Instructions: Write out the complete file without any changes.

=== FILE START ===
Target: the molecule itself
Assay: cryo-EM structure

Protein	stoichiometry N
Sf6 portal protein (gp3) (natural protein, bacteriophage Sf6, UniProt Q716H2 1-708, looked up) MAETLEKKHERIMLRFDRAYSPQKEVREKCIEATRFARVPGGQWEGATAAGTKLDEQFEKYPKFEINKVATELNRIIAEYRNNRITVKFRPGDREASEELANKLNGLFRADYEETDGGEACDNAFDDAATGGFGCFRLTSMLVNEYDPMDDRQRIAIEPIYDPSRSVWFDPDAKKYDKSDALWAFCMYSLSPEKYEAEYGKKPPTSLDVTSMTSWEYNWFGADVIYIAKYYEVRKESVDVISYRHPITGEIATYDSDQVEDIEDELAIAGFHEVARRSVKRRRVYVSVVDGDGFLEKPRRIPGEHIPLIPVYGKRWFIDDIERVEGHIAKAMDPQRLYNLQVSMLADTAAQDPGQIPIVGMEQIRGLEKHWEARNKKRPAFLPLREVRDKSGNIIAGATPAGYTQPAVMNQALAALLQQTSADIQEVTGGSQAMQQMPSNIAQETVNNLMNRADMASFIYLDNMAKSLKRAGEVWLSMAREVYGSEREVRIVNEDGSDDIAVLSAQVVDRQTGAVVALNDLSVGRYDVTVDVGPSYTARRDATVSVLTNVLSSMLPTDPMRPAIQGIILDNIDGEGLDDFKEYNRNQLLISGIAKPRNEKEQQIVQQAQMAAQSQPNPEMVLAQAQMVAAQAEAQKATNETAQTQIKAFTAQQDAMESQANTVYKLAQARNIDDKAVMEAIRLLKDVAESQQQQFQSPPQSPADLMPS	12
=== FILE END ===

Target: the molecule itself
Assay: cryo-EM structure

Protein	stoichiometry N
Sf6 portal protein (gp3) (natural protein, bacteriophage Sf6, UniProt Q716H2 1-708, looked up) MAETLEKKHERIMLRFDRAYSPQKEVREKCIEATRFARVPGGQWEGATAAGTKLDEQFEKYPKFEINKVATELNRIIAEYRNNRITVKFRPGDREASEELANKLNGLFRADYEETDGGEACDNAFDDAATGGFGCFRLTSMLVNEYDPMDDRQRIAIEPIYDPSRSVWFDPDAKKYDKSDALWAFCMYSLSPEKYEAEYGKKPPTSLDVTSMTSWEYNWFGADVIYIAKYYEVRKESVDVISYRHPITGEIATYDSDQVEDIEDELAIAGFHEVARRSVKRRRVYVSVVDGDGFLEKPRRIPGEHIPLIPVYGKRWFIDDIERVEGHIAKAMDPQRLYNLQVSMLADTAAQDPGQIPIVGMEQIRGLEKHWEARNKKRPAFLPLREVRDKSGNIIAGATPAGYTQPAVMNQALAALLQQTSADIQEVTGGSQAMQQMPSNIAQETVNNLMNRADMASFIYLDNMAKSLKRAGEVWLSMAREVYGSEREVRIVNEDGSDDIAVLSAQVVDRQTGAVVALNDLSVGRYDVTVDVGPSYTARRDATVSVLTNVLSSMLPTDPMRPAIQGIILDNIDGEGLDDFKEYNRNQLLISGIAKPRNEKEQQIVQQAQMAAQSQPNPEMVLAQAQMVAAQAEAQKATNETAQTQIKAFTAQQDAMESQANTVYKLAQARNIDDKAVMEAIRLLKDVAESQQQQFQSPPQSPADLMPS	12